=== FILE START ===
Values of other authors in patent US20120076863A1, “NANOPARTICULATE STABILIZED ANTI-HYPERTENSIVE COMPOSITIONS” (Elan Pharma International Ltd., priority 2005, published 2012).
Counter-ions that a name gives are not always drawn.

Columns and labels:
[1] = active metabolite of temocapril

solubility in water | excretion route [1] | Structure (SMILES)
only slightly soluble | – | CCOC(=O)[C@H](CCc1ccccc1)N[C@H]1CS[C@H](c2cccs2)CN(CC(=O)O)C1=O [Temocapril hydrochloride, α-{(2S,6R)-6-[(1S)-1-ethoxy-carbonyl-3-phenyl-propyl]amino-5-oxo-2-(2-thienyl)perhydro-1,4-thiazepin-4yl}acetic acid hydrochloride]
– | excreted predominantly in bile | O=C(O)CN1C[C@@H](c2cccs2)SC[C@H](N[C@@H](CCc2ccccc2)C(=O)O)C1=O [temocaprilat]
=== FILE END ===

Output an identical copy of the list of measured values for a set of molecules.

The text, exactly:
Values of other authors in patent US20120076863A1, “NANOPARTICULATE STABILIZED ANTI-HYPERTENSIVE COMPOSITIONS” (Elan Pharma International Ltd., priority 2005, published 2012).
Counter-ions that a name gives are not always drawn.

Columns and labels:
[1] = active metabolite of temocapril

solubility in water | excretion route [1] | Structure (SMILES)
only slightly soluble | – | CCOC(=O)[C@H](CCc1ccccc1)N[C@H]1CS[C@H](c2cccs2)CN(CC(=O)O)C1=O [Temocapril hydrochloride, α-{(2S,6R)-6-[(1S)-1-ethoxy-carbonyl-3-phenyl-propyl]amino-5-oxo-2-(2-thienyl)perhydro-1,4-thiazepin-4yl}acetic acid hydrochloride]
– | excreted predominantly in bile | O=C(O)CN1C[C@@H](c2cccs2)SC[C@H](N[C@@H](CCc2ccccc2)C(=O)O)C1=O [temocaprilat]